I am a 1,000,000,000 (billion) percent sure that is and will be the best 2010 article that I have seen for SSIS
    Thank you Henk

  4. #4Adam Machanic @ 2010-9-24 18:42

    Hi Henk,

    I’m betting that the ASYNC_NETWORK_IO waits are occurring on the components doing the bulk load, as they wait for more rows. This may indicate that you actually have too many destinations. But you’d need to check out the wait stats in real time while the load is running to verify this. You can use my Who is Active tool for that if you’re in the mood:


    Adam Machanic

  5. #5Scott Doughty @ 2011-1-13 13:13

    Shouldn’t those mudulo functions be L_ORDERKEY%4=0, L_ORDERKEY%4=1 etc? With the < function you'll be including cases where the modulus=0,1,and 2 where you're selecting L_ORDERKEY%4<3

  6. Henk @ 2011-1-14 11:50

    Hi Scott,
    you can use both ( see also http://henkvandervalk.com/reading-as-fast-as-possible-from-a-table-with-ssis-part-ii where I use the ‘=’ );
    indeed, when using the < in your SSIS package you have to make sure you set the ordering right ; start with L_ORDERKEY%4< 1 as the first one in the list followed by L_ORDERKEY%4< 2 etc.
    (let me know the throughput gain you find with the trick ;-))
    — Henk

  7. #6Andrew Jackson @ 2012-4-4 09:40

    What about using a RAM drive instead of an SSD?

  8. Henk @ 2012-4-4 09:55

    Hi Andrew, good catch ! :-)
    yes, I worked with Ram drives in the past but the quality/read throughput wasn’t that impressive at the end, especially when reading multiple files in parallel.
    (I did found that NTFS formatting a ram drive with 64 KB blocks instead of 4KB brings a huge performance boost!) Please share your test results!

  9. #7NRod @ 2012-4-16 21:02

    Was wondering if it was possible to use the SSIS package to load into multiple tables from a single csv file and if you have come across any examples which could be helpful to me in implementing it.
    Would appreciate any pointers.


  10. Henk @ 2012-4-19 15:01

    Hi , yes thats possible !
    I have written a blogpost on this topic some time ago: please check out :

  11. Henk @ 2012-4-19 15:01

    Hi , yes thats possible !
    I have written a blogpost on this topic some time ago: please check out :

  12. #8Spica @ 2012-9-19 22:03

    Henk, Thanks a lot for this highly informative post.

    I am going to use this technique in my project. I have a question regarding consolidation of split tables. Question is that when we would consolidate tables, would data be in same sequence, in table, as in source flat file?

  13. Henk @ 2012-10-4 19:08

    hi Spica,
    if you switch in the partitiona into a single table the data will remain in their partitions; you can benefit from this;
    (a good article to read might be : http://msdn.microsoft.com/en-US/library/ms345146(v=SQL.90).aspx#sql2k5parti_topic6)
    (you can also use an ORDER BY when reading the data from the table)

  14. #9Manish Pradhan @ 2013-2-15 12:00

    Very Nice and useful post. Thanks for posting

  15. #10Nimesh Parikh @ 2013-7-1 08:33

    Great Post indeed. I have have somewhat different scenario where I have two flat files and one destination table. catch here is I can not split this table. What do you think will be the best method to load?


  16. Henk @ 2013-7-5 08:25

    Hi Nimesh,

    fastest way to load 2 flatfile into a single destination table would be to load each flatfile into a separate table and partition switch them in afterwards.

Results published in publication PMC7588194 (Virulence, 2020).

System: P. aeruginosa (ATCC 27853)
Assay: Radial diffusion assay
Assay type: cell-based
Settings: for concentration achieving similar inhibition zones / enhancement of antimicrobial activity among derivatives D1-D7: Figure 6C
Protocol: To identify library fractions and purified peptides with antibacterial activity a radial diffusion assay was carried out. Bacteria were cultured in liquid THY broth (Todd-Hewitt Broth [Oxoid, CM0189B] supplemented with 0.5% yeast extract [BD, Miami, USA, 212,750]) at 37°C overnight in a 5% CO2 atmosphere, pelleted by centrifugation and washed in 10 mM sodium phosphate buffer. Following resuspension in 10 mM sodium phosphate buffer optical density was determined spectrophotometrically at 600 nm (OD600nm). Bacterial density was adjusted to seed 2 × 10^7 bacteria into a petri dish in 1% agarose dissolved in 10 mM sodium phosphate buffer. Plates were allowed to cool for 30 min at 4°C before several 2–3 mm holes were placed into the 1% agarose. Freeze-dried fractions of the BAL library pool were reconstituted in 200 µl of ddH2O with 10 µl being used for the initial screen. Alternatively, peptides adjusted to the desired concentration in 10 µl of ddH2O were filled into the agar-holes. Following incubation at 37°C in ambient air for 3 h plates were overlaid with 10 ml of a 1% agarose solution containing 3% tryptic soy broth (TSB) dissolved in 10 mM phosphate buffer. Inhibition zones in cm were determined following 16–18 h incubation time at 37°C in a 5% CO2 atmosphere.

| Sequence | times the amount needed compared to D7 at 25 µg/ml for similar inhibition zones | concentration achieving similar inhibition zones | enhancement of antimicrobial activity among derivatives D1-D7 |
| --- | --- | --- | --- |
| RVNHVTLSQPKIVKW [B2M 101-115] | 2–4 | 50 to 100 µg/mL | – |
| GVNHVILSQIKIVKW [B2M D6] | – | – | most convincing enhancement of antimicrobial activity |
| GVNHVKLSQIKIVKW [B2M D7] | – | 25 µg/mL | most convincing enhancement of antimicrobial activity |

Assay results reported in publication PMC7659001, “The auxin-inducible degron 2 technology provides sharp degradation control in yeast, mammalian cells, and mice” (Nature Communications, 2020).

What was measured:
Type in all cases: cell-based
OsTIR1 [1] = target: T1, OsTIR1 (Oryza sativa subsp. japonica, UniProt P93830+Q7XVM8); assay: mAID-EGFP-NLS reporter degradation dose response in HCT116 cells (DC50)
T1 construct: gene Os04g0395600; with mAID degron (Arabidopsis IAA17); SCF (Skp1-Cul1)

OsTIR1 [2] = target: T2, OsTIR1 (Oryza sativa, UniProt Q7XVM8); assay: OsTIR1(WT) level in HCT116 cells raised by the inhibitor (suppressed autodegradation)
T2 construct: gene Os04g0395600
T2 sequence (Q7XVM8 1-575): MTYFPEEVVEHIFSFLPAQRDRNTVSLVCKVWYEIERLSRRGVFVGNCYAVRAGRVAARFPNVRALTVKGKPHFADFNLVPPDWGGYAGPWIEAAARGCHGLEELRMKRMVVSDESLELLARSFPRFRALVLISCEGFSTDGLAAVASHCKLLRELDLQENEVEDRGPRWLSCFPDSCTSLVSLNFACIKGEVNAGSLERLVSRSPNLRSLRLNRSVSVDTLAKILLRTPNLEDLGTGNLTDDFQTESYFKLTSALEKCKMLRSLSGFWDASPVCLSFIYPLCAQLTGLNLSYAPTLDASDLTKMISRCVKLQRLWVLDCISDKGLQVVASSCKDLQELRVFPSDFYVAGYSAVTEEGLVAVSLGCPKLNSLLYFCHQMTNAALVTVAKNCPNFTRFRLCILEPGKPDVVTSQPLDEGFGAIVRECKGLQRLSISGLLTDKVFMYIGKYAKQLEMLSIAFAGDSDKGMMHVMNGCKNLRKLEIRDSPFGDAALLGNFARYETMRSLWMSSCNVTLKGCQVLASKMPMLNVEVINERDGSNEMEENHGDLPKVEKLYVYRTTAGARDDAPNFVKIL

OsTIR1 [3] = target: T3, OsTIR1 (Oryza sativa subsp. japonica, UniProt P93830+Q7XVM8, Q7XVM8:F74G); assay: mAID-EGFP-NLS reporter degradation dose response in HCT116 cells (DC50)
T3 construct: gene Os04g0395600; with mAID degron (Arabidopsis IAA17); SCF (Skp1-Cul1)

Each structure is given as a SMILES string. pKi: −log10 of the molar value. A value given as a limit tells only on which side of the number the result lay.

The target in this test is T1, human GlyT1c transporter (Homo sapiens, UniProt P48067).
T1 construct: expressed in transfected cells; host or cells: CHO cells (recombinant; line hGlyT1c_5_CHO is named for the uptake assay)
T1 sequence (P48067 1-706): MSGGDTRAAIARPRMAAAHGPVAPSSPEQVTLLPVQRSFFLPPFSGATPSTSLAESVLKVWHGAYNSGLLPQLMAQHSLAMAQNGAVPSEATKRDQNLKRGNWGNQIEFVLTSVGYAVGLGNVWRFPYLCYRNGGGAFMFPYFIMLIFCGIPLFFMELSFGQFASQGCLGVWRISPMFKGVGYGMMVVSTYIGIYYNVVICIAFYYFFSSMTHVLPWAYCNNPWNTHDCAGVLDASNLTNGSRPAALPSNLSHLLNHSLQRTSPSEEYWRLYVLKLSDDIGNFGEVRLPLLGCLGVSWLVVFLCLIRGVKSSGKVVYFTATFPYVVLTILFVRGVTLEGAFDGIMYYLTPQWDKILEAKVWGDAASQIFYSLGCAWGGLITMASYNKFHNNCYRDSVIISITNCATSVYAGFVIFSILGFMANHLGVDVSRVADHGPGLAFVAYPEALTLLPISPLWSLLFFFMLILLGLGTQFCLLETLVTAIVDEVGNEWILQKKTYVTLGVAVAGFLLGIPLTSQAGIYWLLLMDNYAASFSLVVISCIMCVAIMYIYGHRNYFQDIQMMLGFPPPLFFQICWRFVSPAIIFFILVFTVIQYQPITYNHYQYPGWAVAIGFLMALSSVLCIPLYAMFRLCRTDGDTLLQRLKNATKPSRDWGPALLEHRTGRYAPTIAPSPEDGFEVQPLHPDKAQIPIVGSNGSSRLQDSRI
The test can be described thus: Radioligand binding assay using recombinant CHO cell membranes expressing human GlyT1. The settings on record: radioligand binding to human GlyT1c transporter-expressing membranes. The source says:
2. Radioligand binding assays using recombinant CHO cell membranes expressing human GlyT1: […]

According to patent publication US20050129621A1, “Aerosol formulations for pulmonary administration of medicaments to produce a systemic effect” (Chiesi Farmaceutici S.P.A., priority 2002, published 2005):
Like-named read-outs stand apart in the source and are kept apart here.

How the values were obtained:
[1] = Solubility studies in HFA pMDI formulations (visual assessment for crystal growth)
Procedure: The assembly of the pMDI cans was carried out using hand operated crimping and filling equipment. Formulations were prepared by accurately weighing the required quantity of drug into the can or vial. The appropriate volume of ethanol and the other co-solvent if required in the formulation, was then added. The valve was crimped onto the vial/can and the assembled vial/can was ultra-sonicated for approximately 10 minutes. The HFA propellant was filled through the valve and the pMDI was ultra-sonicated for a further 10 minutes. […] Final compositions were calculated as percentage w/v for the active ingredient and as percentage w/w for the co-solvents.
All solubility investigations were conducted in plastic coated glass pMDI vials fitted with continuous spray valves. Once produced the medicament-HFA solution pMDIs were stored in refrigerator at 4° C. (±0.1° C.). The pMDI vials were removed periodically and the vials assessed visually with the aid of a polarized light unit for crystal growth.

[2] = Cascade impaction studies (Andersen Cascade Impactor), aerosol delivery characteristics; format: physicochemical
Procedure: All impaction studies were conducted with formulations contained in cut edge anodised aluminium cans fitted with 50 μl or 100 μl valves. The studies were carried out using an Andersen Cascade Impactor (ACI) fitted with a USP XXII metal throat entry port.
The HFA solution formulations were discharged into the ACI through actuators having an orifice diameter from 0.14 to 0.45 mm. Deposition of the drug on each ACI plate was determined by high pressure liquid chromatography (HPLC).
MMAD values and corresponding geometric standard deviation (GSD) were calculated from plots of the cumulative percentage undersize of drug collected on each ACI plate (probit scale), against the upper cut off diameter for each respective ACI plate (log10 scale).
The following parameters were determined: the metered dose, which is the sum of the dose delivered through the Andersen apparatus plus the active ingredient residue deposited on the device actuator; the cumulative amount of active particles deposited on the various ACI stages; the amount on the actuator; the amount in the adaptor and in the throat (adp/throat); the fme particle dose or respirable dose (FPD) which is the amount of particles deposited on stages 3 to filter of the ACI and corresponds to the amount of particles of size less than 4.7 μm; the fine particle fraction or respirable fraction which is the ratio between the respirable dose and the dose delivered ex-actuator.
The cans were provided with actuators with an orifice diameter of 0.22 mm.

17. #11Khorshed @ 2013-11-15 10:14

    Result: Magic! the package completed loading the same 22.7 GByte in only 39% of the time: 7 minutes 47 seconds ! (versus 19 min. 55 sec.)

    I have loaded 15.8 million using this approach (4 destination tables). It took 11 minutes. But without 4 destination (1 destination) it took 19 minutes. But I need actually one table. I attempt to load the data in 4 partitions. Then tried to merge them.
    Unfortunately it took more than 30 minutes to complete. With 2 core (16 logical processor) with 48 GB of memory. Am I missing something?

  18. Henk @ 2013-11-15 11:27

    hi, please use the switch Partition option instead, like:

  19. #12Sid @ 2014-9-15 23:56

    Hi, how would you load a lrage text file running in GB into a table on server
    which is having less memory. for eg loading a 20GB text file into a table
    on a server having 4gb of memory using SSIS.

  20. Henk @ 2014-9-16 08:22

    Hi Sid, just start and load it! SQLServer will handle it for you.

  21. #13Zaim Raza @ 2015-1-23 03:04

    hi Henk,

    what is the benefit of using views for the same table in destination?? as you mentioned in section 4 (Consolidation) of this article.

    Zaim Raza

  22. Henk @ 2015-1-25 11:23

    Hi Zaim, the result of step 3) is inserted data that is stored in 4 different tables. To turn this into 1 logical representation of the data you can use a view to consolidate, or better switch partitions in into a single table.

  23. #14Sashi @ 2015-11-15 07:58

    Very nice/easy to follow this Henk. Will this logic work if we have thousands of flat files? to load into a single table? Please advise.

  24. Henk @ 2015-11-16 11:52

    hi Sashi, for many files I would recommend to keep things simple and load as many files in parallel as the number of cores you have in your system. Loading data via SSIS is typical the fastest since you can leverage SSIS to do some preprocessing so that SQLServer just has to write out the data.

  25. #15Ranjay Kumar Singh @ 2018-1-17 19:10

    I have a flat file having 800k data..Normally it is taking too much time to insert the data. Need to create a package using parallel processing so that we could insert the data from flat file easily and in very less amount of time.

  26. Henk @ 2018-1-17 19:22

    hope it helped to reduce the overall time taken Ranjay!